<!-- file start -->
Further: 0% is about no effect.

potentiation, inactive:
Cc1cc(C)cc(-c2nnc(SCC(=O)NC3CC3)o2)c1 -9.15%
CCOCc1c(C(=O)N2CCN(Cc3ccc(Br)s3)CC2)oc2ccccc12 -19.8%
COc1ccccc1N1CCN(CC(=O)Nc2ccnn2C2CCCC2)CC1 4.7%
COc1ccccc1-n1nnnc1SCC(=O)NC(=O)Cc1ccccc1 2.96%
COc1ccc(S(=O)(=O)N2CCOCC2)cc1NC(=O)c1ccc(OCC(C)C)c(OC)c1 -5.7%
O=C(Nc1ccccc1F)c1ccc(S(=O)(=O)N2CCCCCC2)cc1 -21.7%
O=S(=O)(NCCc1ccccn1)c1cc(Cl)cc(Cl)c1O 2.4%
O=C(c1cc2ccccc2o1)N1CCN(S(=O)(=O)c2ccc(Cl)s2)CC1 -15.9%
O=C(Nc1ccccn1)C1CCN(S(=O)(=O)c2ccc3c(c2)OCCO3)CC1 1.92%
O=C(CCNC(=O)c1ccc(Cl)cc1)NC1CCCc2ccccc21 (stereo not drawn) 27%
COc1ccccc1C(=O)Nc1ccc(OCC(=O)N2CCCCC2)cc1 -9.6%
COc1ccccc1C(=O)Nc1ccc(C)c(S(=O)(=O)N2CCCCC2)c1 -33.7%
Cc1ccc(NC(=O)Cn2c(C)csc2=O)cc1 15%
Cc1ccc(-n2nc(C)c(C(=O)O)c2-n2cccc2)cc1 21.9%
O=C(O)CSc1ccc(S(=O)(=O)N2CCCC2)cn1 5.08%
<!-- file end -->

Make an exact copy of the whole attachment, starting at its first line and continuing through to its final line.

Further: 0% is about no effect.

potentiation, inactive:
Cc1cc(C)cc(-c2nnc(SCC(=O)NC3CC3)o2)c1 -9.15%
CCOCc1c(C(=O)N2CCN(Cc3ccc(Br)s3)CC2)oc2ccccc12 -19.8%
COc1ccccc1N1CCN(CC(=O)Nc2ccnn2C2CCCC2)CC1 4.7%
COc1ccccc1-n1nnnc1SCC(=O)NC(=O)Cc1ccccc1 2.96%
COc1ccc(S(=O)(=O)N2CCOCC2)cc1NC(=O)c1ccc(OCC(C)C)c(OC)c1 -5.7%
O=C(Nc1ccccc1F)c1ccc(S(=O)(=O)N2CCCCCC2)cc1 -21.7%
O=S(=O)(NCCc1ccccn1)c1cc(Cl)cc(Cl)c1O 2.4%
O=C(c1cc2ccccc2o1)N1CCN(S(=O)(=O)c2ccc(Cl)s2)CC1 -15.9%
O=C(Nc1ccccn1)C1CCN(S(=O)(=O)c2ccc3c(c2)OCCO3)CC1 1.92%
O=C(CCNC(=O)c1ccc(Cl)cc1)NC1CCCc2ccccc21 (stereo not drawn) 27%
COc1ccccc1C(=O)Nc1ccc(OCC(=O)N2CCCCC2)cc1 -9.6%
COc1ccccc1C(=O)Nc1ccc(C)c(S(=O)(=O)N2CCCCC2)c1 -33.7%
Cc1ccc(NC(=O)Cn2c(C)csc2=O)cc1 15%
Cc1ccc(-n2nc(C)c(C(=O)O)c2-n2cccc2)cc1 21.9%
O=C(O)CSc1ccc(S(=O)(=O)N2CCCC2)cn1 5.08%